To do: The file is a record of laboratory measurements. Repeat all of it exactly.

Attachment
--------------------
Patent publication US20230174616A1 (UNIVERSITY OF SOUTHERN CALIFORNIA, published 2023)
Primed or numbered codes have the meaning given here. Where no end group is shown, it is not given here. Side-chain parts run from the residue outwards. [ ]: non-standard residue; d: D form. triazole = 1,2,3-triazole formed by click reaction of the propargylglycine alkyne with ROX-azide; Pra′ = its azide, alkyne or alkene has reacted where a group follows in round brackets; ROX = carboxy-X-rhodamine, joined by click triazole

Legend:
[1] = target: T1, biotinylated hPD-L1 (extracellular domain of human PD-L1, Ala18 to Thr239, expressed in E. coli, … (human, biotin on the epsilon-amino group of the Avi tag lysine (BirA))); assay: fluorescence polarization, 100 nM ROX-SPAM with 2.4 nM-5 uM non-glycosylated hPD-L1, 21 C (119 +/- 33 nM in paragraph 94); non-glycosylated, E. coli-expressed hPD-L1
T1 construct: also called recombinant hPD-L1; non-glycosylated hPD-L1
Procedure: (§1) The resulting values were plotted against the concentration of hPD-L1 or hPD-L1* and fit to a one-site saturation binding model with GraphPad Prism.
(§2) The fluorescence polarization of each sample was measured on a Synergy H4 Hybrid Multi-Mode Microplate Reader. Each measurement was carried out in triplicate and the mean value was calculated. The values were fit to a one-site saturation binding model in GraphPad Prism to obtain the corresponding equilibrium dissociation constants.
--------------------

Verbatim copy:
Patent publication US20230174616A1 (UNIVERSITY OF SOUTHERN CALIFORNIA, published 2023)
Primed or numbered codes have the meaning given here. Where no end group is shown, it is not given here. Side-chain parts run from the residue outwards. [ ]: non-standard residue; d: D form. triazole = 1,2,3-triazole formed by click reaction of the propargylglycine alkyne with ROX-azide; Pra′ = its azide, alkyne or alkene has reacted where a group follows in round brackets; ROX = carboxy-X-rhodamine, joined by click triazole

Legend:
[1] = target: T1, biotinylated hPD-L1 (extracellular domain of human PD-L1, Ala18 to Thr239, expressed in E. coli, … (human, biotin on the epsilon-amino group of the Avi tag lysine (BirA))); assay: fluorescence polarization, 100 nM ROX-SPAM with 2.4 nM-5 uM non-glycosylated hPD-L1, 21 C (119 +/- 33 nM in paragraph 94); non-glycosylated, E. coli-expressed hPD-L1
T1 construct: also called recombinant hPD-L1; non-glycosylated hPD-L1
Procedure: (§1) The resulting values were plotted against the concentration of hPD-L1 or hPD-L1* and fit to a one-site saturation binding model with GraphPad Prism.
(§2) The fluorescence polarization of each sample was measured on a Synergy H4 Hybrid Multi-Mode Microplate Reader. Each measurement was carried out in triplicate and the mean value was calculated. The values were fit to a one-site saturation binding model in GraphPad Prism to obtain the corresponding equilibrium dissociation constants.